By Ron Johnson
“What we have to learn to do, we learn by doing.” ~ Aristotle
What is inspiration? Where does it come from? For J.T. Kirkland it was a fortuitous trip to Musee D’Orsay on a hot day in Paris. Kirkland, who was studying and later received his degree in Economics, recalls this visit as his “ah ha” or “got it” moment. He remembers being absorbed by the Impressionist and Post Impressionist works of Van Gogh and Monet. From this moment on J.T. was hooked, purchasing a sketchbook and exploring any museum he could find in Europe. He dove right into the art world headfirst.
Entering the Shockoe Arts Space (Richmond, VA) I was immediately surrounded by J.T.’s paintings, 78 of them to be exact. There are different bodies or series of paintings, although they are all titled Subspace, with a corresponding number denoting the works individuality. Some works are angularly shaped surfaces; they range in scale and seem to be arranged loosely as series. A number of works align with a Colorfield painting style, where the surfaces are fields of stained or painted flat and one color areas and consistent. Others seem to be more closely related to Expressionism, where the painting is more emotionally charged though its brushwork strokes. There are works that leave the woods natural grains exposed, as J.T. says is his love of the natural forms found in wood, which was a possible influence of his dad’s woodworking. There are works that are more hard edge geometric abstractions. While there is a variety of mark making devices the exhibit as a whole is incredibly connected by bright color, surface and regard. As Ryan Lauterio, the director of the space proclaimed, “it’s loosely a mid-career survey.”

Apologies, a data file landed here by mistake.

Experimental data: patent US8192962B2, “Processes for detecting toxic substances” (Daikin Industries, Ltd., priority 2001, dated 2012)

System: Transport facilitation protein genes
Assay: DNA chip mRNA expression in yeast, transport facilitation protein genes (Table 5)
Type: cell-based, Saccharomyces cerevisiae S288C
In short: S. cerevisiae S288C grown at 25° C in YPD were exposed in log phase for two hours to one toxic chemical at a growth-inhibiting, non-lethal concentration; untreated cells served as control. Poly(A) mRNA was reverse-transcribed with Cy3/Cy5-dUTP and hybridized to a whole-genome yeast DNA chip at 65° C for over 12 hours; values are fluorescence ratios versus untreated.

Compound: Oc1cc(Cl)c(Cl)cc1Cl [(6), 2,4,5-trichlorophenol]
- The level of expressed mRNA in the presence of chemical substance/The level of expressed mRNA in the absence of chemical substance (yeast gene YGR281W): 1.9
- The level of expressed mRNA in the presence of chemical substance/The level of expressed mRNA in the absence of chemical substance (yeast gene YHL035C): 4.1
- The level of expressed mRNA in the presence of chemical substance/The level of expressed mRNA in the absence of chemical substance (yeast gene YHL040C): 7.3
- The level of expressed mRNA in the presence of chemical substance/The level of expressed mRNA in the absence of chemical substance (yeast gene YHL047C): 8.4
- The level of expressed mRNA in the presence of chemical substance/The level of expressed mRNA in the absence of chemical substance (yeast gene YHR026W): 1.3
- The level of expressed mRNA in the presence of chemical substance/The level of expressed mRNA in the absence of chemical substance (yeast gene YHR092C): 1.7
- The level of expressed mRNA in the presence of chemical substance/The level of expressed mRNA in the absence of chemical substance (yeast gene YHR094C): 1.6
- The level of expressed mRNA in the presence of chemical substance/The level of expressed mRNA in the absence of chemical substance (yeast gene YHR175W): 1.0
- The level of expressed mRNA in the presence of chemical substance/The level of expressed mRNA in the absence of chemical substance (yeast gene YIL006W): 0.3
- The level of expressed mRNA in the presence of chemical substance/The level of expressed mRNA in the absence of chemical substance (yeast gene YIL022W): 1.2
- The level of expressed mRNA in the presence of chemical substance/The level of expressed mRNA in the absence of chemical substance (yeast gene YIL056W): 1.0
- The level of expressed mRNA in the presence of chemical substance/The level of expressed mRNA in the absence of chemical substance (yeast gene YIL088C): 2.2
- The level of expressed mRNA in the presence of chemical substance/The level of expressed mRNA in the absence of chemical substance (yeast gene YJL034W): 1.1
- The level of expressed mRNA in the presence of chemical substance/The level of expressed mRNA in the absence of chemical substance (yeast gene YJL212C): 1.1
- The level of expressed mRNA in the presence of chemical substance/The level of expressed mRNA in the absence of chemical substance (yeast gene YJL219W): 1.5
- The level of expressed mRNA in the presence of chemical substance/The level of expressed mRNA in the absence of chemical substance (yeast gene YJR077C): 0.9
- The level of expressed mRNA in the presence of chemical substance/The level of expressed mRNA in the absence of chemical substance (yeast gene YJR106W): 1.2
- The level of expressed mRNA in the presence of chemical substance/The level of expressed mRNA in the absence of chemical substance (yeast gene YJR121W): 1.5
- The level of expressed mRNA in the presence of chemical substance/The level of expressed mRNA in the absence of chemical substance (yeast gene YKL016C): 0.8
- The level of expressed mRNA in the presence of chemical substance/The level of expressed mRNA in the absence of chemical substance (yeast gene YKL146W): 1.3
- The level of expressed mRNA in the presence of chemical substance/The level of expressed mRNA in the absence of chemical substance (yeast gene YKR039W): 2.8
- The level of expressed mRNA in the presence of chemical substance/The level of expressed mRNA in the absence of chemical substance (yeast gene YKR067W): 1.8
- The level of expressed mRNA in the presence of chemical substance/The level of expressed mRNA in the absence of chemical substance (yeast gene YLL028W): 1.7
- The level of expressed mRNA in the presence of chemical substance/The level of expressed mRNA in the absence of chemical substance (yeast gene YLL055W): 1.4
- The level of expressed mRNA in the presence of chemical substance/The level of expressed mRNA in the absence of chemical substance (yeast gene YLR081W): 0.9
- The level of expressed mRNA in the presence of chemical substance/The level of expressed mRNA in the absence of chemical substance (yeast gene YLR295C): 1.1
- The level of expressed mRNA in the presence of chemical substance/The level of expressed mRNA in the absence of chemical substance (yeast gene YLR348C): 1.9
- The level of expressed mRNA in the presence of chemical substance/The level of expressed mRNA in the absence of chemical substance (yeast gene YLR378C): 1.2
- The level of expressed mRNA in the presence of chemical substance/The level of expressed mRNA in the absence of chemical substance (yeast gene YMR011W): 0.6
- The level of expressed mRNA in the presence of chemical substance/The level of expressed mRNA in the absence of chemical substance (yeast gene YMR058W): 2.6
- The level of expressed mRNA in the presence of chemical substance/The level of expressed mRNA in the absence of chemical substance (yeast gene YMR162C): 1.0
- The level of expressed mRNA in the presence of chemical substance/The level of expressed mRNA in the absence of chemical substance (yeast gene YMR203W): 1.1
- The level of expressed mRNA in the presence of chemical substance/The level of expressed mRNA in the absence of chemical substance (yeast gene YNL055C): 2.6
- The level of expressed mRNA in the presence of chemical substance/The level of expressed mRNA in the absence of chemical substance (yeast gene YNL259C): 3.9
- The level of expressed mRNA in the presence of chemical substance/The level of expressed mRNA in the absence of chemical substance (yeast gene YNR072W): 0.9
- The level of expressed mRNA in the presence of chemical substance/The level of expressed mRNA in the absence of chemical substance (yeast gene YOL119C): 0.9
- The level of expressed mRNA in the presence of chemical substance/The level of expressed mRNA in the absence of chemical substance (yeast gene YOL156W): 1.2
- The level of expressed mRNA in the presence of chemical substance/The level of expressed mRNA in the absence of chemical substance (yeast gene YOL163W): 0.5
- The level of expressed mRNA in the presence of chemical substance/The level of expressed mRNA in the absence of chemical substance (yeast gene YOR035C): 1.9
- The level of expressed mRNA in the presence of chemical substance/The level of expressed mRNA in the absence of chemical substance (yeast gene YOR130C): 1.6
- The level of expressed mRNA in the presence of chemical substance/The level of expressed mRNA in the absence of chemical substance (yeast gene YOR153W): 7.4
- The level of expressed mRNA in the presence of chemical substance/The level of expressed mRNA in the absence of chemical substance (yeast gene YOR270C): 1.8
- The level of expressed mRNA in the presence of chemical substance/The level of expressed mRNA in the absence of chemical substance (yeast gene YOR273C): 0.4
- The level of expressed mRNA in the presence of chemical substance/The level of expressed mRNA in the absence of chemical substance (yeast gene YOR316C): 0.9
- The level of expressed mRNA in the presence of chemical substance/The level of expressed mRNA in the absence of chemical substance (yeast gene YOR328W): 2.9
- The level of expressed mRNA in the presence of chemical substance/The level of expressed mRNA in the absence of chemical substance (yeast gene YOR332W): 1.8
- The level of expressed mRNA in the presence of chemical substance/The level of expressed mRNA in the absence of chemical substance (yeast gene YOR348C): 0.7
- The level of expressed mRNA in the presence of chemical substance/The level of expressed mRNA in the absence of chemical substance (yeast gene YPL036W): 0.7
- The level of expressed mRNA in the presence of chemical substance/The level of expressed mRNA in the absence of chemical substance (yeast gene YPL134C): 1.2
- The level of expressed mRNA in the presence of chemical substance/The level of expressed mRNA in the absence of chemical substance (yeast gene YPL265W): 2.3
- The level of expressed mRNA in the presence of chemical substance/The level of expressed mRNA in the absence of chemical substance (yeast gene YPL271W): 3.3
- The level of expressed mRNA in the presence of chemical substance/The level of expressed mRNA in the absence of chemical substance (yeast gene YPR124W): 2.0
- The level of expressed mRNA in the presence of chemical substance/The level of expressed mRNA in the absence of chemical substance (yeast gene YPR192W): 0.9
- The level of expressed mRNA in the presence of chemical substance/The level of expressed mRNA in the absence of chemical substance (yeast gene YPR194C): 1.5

Wandering around the space I’m struck by the vastness and compression of the exhibit and the individual works. It is like being in a Hubble Telescope photograph surrounded by galaxies all around. Subspace 154, and works in this series completely exemplify this compression. There is a pressure that exists between the outer parts of the painting, where the painted geometric area appears to turn towards the “voidish” center. The compression and twisting towards the middle is as if we are being vacuumed into a black hole. The pressure created is palpable and pulls the viewers into the work.
An artist friend of mine, Christian Bonnefoi, once told me, imagine that our making, as artists, are all like circles or ellipses. These circles will always bisect with different artists, or creative movements of others, that we are inspired or influenced by, however brief and then go the way of the individual. Because of his path, J.T. in many ways has a no holds barred attack of painting, one that allows an uninhibited practice. There is a certain joy to this and to this exhibition, you can feel the excitement and the love he has for each piece. But without inspiration, influence and risk art gets left behind. And as J.T. knows part of risk is being willing to take that leap.